Since the gray code provides data with the least uncertainty but the natural binary code is the preferred choice for direct interface to computers and other digital devices, a circuit to convert from gray to binary code is desirable. Figure 4 shows a simple circuit that utilizes exclusive OR gates (XOR) to perform this function.For a gray code to binary code conversion of any number of bits N, the most signficant bits (MSB) of the binary and gray code are always identical, and for each other bit, the binary bit is the exlcusive OR (XOR) combination of adjacent gray code bits.

Fig 4. Gray code to binary code conversion

Incremental encoder

Increment.jpg

The incremental encoder, sometimes called a relative encoder, is simpler in design than the absolute encoder. It consists of two tracks and two sensors whose outputs are called channels A and B. As the shaft rotates, pulse trains occur on these channels at a frequency proportional to the shaft speed, and the phase relationship between the signals yields the direction of rotation. The code disk pattern and output signals A and B are illustrated in Figure 5. By counting the number of pulses and knowing the resolution of the disk, the angular motion can be measured. The A and B channels are used to determine the direction of rotation by assessing which channels "leads" the other. The signals from the two channels are a 1/4 cycle out of phase with each other and are known as quadrature signals. Often a third output channel, called INDEX, yields one pulse per revolution, which is useful in counting full revolutions. It is also useful as a reference to define a home base or zero position.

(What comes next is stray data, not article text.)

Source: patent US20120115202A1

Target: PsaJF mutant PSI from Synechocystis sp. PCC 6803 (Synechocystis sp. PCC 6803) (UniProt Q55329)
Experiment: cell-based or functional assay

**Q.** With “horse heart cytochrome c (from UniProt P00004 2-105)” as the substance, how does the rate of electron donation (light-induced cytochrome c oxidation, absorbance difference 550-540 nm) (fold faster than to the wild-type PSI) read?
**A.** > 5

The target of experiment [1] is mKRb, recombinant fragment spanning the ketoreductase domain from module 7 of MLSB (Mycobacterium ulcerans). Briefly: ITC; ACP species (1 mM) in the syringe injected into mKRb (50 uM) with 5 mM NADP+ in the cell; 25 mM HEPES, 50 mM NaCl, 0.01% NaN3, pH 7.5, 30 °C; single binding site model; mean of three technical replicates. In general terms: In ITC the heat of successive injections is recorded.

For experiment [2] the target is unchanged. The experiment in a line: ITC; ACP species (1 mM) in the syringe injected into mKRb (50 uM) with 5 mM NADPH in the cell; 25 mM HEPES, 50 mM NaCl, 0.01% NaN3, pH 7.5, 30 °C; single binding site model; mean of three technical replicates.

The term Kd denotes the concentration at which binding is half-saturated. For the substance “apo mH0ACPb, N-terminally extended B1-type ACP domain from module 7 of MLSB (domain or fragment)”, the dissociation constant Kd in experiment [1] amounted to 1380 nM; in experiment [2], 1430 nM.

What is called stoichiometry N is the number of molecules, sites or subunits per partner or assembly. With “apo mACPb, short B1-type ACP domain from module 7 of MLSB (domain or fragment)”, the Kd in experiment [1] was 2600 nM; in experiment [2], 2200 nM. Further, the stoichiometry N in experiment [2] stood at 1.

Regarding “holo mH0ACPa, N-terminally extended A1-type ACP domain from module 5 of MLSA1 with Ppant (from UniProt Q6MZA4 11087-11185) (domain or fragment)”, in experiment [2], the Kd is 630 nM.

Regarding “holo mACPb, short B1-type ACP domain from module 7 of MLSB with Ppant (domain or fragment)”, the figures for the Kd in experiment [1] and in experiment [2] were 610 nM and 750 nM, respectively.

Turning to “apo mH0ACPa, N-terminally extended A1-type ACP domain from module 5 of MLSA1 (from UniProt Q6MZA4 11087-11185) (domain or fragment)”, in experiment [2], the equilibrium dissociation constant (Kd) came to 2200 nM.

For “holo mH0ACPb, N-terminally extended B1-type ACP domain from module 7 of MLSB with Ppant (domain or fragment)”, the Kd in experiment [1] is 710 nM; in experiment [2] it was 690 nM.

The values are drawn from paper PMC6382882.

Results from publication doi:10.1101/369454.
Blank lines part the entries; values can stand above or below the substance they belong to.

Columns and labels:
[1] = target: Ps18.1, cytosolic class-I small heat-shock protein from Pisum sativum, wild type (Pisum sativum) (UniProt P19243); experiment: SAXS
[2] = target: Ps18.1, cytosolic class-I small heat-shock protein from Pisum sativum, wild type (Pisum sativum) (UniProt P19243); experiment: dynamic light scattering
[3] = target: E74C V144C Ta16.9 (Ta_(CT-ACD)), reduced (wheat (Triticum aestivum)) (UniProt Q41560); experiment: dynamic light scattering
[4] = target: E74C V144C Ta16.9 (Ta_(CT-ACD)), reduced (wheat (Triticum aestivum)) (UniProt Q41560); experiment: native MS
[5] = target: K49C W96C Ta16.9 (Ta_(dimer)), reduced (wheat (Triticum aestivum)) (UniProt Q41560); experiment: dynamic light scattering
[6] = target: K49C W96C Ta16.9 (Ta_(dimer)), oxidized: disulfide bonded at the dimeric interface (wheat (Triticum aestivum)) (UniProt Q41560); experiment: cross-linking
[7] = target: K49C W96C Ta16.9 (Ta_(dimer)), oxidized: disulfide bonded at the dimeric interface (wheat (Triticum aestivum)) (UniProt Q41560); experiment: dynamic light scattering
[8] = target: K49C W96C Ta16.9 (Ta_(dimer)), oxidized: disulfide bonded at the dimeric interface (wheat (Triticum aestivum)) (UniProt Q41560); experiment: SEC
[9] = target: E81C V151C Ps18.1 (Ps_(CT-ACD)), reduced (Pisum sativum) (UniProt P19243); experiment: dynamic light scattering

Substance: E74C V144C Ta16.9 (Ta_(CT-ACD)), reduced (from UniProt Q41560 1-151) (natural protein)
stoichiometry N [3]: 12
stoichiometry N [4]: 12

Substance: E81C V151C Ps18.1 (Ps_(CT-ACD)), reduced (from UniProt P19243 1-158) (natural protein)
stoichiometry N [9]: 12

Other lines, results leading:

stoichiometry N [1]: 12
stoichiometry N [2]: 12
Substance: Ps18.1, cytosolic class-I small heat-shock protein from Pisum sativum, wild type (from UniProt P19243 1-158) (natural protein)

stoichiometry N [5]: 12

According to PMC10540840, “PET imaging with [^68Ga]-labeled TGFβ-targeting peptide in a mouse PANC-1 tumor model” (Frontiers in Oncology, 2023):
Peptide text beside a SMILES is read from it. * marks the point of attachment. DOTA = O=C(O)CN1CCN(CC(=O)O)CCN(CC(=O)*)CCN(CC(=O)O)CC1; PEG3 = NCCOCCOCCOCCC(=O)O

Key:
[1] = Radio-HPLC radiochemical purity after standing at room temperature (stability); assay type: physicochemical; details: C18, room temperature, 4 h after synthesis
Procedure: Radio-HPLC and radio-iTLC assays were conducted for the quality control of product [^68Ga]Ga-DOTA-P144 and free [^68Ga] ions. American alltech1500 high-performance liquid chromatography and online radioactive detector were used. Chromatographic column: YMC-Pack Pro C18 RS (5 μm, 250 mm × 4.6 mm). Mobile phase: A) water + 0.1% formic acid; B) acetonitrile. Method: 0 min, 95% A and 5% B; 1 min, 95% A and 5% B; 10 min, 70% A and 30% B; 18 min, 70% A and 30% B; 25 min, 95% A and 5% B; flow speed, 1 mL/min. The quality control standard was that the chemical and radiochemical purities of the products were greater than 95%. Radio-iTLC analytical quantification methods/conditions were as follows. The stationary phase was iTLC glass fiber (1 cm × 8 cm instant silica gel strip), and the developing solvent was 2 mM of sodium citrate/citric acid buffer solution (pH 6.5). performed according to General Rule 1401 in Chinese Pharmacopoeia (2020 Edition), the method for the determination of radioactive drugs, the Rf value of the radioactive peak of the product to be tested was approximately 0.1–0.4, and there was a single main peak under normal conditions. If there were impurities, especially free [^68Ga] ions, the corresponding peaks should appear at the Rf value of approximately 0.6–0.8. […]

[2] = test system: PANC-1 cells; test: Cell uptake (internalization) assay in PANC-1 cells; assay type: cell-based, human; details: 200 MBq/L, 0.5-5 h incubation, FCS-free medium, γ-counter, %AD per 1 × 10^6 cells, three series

Figure 5 illustrates two separate tracks for the A and B channels, but a more common configuration uses a single track with the A and B sensors offset a 1/4 cycle on the track to yield the same signal pattern. A single-track code disk is simpler and cheaper to manufacture.

The quadrature signals A and B can be decoded to yield the direction of rotation as hown in Figure 6. Decoding transitions of A and B by using sequential logic circuits in different ways can provide three different resolutions of the output pulses: 1X, 2X, 4X. 1X resolution only provides a single pulse for each cycle in one of the signals A or B, 4X resolution provides a pulse at every edge transition in the two signals A and B providing four times the 1X resolution. The direction of rotation(clockwise or counter-clockwise) is determined by the level of one signal during an edge transition of the second signal. For example, in the 1X mode, A=\downarrow with B =1 implies a clockwise pulse, and B=\downarrow with A=1 implies a counter-clockwise pulse. If we only had a single output channel A or B, it would be impossible to determine the direction of rotation. Furthermore, shaft jitter around an edge transition in the single signal woudl result in erroneous pulses..

Quadrature.jpg

(Materials taken from Introduction to Mechatronics and Measurement Systems, Histand & Alciatore, 1999 McGraw Hill)